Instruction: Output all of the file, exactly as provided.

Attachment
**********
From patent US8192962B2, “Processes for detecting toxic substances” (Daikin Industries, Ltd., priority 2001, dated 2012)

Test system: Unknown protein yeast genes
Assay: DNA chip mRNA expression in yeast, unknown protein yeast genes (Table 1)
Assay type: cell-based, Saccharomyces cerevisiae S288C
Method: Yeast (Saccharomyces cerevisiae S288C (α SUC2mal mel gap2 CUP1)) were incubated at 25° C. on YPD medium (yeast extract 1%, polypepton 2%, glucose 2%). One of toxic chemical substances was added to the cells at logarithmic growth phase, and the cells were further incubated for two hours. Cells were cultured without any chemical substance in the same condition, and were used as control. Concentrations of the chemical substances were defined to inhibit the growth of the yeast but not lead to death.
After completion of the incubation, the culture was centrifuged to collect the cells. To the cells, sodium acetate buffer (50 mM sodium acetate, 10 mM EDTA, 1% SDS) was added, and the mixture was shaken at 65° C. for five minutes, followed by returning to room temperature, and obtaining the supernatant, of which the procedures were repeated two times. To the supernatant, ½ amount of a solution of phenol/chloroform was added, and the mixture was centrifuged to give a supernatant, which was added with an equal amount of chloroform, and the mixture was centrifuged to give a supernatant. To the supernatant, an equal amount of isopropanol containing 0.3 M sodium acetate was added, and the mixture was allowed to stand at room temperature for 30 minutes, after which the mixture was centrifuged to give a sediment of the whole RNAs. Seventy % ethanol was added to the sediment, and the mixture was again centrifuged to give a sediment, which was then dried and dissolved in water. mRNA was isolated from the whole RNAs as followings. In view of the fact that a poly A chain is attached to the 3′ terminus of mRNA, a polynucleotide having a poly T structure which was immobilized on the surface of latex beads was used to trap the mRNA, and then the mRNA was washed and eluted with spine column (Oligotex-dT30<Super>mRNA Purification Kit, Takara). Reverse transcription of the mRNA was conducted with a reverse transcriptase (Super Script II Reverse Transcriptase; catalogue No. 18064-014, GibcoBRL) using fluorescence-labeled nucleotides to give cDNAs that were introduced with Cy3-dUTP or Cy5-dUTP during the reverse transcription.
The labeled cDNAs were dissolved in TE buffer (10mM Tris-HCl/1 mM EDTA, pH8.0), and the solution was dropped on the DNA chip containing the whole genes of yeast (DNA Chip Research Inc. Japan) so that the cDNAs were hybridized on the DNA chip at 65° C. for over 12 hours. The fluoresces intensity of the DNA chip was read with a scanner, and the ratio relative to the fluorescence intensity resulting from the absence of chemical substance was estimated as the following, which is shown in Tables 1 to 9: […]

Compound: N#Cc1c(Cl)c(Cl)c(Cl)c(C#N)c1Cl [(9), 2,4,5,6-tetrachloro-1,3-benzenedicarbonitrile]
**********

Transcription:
From patent US8192962B2, “Processes for detecting toxic substances” (Daikin Industries, Ltd., priority 2001, dated 2012)

Test system: Unknown protein yeast genes
Assay: DNA chip mRNA expression in yeast, unknown protein yeast genes (Table 1)
Assay type: cell-based, Saccharomyces cerevisiae S288C
Method: Yeast (Saccharomyces cerevisiae S288C (α SUC2mal mel gap2 CUP1)) were incubated at 25° C. on YPD medium (yeast extract 1%, polypepton 2%, glucose 2%). One of toxic chemical substances was added to the cells at logarithmic growth phase, and the cells were further incubated for two hours. Cells were cultured without any chemical substance in the same condition, and were used as control. Concentrations of the chemical substances were defined to inhibit the growth of the yeast but not lead to death.
After completion of the incubation, the culture was centrifuged to collect the cells. To the cells, sodium acetate buffer (50 mM sodium acetate, 10 mM EDTA, 1% SDS) was added, and the mixture was shaken at 65° C. for five minutes, followed by returning to room temperature, and obtaining the supernatant, of which the procedures were repeated two times. To the supernatant, ½ amount of a solution of phenol/chloroform was added, and the mixture was centrifuged to give a supernatant, which was added with an equal amount of chloroform, and the mixture was centrifuged to give a supernatant. To the supernatant, an equal amount of isopropanol containing 0.3 M sodium acetate was added, and the mixture was allowed to stand at room temperature for 30 minutes, after which the mixture was centrifuged to give a sediment of the whole RNAs. Seventy % ethanol was added to the sediment, and the mixture was again centrifuged to give a sediment, which was then dried and dissolved in water. mRNA was isolated from the whole RNAs as followings. In view of the fact that a poly A chain is attached to the 3′ terminus of mRNA, a polynucleotide having a poly T structure which was immobilized on the surface of latex beads was used to trap the mRNA, and then the mRNA was washed and eluted with spine column (Oligotex-dT30<Super>mRNA Purification Kit, Takara). Reverse transcription of the mRNA was conducted with a reverse transcriptase (Super Script II Reverse Transcriptase; catalogue No. 18064-014, GibcoBRL) using fluorescence-labeled nucleotides to give cDNAs that were introduced with Cy3-dUTP or Cy5-dUTP during the reverse transcription.
The labeled cDNAs were dissolved in TE buffer (10mM Tris-HCl/1 mM EDTA, pH8.0), and the solution was dropped on the DNA chip containing the whole genes of yeast (DNA Chip Research Inc. Japan) so that the cDNAs were hybridized on the DNA chip at 65° C. for over 12 hours. The fluoresces intensity of the DNA chip was read with a scanner, and the ratio relative to the fluorescence intensity resulting from the absence of chemical substance was estimated as the following, which is shown in Tables 1 to 9: […]

Compound: N#Cc1c(Cl)c(Cl)c(Cl)c(C#N)c1Cl [(9), 2,4,5,6-tetrachloro-1,3-benzenedicarbonitrile]